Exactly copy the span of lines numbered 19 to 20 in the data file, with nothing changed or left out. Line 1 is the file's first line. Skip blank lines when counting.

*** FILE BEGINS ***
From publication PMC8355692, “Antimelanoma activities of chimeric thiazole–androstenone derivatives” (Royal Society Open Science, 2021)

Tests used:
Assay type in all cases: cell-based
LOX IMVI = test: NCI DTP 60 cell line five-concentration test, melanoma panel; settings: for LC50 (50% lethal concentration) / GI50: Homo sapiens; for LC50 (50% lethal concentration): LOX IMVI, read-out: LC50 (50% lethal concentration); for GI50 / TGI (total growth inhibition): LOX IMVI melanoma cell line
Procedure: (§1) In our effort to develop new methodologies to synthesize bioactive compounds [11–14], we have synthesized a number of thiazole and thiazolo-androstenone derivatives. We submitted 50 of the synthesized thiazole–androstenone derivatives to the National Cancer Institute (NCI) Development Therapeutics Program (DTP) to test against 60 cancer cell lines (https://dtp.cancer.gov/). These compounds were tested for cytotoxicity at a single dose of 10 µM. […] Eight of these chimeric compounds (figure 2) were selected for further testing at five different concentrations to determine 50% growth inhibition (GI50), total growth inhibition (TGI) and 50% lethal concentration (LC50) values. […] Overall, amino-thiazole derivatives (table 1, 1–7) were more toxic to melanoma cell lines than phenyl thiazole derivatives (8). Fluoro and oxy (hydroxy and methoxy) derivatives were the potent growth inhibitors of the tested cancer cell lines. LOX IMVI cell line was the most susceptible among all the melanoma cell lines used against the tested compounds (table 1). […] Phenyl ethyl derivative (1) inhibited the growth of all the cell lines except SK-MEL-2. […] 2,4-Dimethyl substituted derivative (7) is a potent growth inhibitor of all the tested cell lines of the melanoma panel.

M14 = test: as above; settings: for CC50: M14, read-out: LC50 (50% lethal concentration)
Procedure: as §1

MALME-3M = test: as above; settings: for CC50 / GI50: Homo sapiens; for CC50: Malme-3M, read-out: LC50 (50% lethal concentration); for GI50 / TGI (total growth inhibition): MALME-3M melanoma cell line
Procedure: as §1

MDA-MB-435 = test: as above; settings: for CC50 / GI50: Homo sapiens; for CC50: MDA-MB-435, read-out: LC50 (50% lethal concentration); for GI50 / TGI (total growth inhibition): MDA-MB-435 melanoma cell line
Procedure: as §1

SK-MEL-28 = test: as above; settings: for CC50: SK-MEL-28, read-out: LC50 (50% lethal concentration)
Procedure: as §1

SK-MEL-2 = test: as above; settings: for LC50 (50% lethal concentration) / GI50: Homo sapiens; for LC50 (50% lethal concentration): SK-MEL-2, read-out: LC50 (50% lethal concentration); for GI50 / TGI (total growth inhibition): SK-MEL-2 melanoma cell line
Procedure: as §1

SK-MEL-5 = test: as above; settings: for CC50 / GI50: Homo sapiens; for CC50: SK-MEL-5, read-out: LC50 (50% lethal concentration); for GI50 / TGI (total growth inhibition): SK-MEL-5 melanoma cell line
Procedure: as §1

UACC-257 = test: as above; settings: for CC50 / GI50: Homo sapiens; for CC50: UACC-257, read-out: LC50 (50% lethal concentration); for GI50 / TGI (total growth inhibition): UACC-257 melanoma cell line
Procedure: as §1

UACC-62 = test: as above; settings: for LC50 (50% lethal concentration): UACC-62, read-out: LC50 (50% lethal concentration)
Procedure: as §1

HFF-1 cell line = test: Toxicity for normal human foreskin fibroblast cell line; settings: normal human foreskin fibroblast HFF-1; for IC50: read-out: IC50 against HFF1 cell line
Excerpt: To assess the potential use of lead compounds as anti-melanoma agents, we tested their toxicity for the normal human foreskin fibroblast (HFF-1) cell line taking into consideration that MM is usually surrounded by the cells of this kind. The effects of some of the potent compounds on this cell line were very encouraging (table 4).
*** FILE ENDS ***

Procedure: as §1

UACC-62 = test: as above; settings: for LC50 (50% lethal concentration): UACC-62, read-out: LC50 (50% lethal concentration)